A Culinary Read of Toni Morrison Part 2
This series is part of a larger book project on food in African American literature in which books like Beloved are used as historical sources to talk about food traditions, the food industry, and food as identity and power within various contexts and regional differences over time. We look at food in historical context and unpack multiple meanings to individuals, ethnic groups, communities, and businesses, and how those meanings change. Here is the second part in the series.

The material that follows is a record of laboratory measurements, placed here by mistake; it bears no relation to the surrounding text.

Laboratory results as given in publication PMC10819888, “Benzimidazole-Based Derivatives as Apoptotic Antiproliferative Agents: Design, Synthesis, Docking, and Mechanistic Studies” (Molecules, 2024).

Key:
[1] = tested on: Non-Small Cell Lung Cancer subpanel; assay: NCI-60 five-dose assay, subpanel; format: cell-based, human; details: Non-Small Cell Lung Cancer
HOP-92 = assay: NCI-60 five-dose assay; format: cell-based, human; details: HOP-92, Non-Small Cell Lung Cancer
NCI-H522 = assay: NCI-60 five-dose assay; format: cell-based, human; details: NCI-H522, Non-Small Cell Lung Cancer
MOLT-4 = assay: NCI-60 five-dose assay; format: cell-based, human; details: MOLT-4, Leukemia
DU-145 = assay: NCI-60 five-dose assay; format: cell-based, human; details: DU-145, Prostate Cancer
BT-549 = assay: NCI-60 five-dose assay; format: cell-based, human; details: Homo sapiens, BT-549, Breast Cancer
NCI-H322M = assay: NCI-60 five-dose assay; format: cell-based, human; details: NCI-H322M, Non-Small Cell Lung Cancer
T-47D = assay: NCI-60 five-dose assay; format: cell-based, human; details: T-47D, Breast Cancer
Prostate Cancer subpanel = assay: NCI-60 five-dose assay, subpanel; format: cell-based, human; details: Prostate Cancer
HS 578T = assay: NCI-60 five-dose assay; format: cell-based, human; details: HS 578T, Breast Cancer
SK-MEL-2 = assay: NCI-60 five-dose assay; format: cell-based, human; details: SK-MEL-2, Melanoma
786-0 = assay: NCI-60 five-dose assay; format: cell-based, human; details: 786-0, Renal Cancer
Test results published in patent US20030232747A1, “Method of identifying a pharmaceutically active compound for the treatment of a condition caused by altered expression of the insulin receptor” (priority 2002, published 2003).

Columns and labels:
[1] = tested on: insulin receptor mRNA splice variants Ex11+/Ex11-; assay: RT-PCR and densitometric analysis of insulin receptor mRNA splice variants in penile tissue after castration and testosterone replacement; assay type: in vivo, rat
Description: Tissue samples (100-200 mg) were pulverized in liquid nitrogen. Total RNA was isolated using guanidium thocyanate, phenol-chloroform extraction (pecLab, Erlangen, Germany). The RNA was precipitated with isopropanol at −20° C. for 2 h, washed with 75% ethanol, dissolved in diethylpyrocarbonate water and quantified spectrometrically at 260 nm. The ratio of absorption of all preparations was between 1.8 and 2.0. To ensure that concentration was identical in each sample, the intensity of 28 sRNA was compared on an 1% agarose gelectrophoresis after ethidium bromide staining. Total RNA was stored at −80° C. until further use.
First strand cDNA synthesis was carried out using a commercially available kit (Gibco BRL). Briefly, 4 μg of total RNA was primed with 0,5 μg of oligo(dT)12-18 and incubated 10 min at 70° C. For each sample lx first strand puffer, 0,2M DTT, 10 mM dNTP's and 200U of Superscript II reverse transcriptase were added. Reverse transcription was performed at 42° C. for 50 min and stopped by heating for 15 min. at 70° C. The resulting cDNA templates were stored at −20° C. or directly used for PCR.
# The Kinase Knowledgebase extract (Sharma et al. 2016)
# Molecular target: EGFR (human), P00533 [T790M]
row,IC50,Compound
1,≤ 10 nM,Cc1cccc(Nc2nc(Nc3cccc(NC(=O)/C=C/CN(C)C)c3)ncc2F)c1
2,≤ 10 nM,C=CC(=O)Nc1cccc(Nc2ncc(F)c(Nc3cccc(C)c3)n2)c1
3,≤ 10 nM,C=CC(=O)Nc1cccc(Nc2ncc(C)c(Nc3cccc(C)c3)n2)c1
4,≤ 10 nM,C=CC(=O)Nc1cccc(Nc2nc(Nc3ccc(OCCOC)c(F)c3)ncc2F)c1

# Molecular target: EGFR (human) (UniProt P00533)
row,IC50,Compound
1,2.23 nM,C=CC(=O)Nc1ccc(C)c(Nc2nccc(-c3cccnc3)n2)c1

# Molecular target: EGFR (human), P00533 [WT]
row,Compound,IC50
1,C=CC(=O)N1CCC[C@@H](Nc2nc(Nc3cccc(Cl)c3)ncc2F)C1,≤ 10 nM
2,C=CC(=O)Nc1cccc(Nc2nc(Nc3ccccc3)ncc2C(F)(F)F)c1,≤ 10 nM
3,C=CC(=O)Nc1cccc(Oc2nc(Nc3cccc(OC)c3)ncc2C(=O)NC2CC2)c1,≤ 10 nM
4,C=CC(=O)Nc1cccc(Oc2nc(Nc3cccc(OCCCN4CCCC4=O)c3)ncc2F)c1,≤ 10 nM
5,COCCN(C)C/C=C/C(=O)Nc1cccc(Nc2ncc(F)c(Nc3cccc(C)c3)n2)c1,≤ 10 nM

Historically African-American women worked as cooks for low wages as did Sethe, the central Character in Toni Morrison’s Beloved. Sethe served as a cook in Sawyer’s Restaurant in Cincinnati for $3.40 a week and had the ability to take leftovers from the restaurant home to feed her family. Called toting, the practice of taking leftovers home had been a common practice between employers and employees. When you hired a cook, you also in part committed to feeding the cook and their family because before their shift ended, they packed up leftover food to take home. Employers had become so accustomed to this that they purchased groceries with toting in mind. Sethe toted salt and butter which she could afford to buy but didn’t want the humiliation of waiting at the back door of Phelps store until every white customer in Ohio in the store had been waited on before the crowd of African-American shoppers at the back door.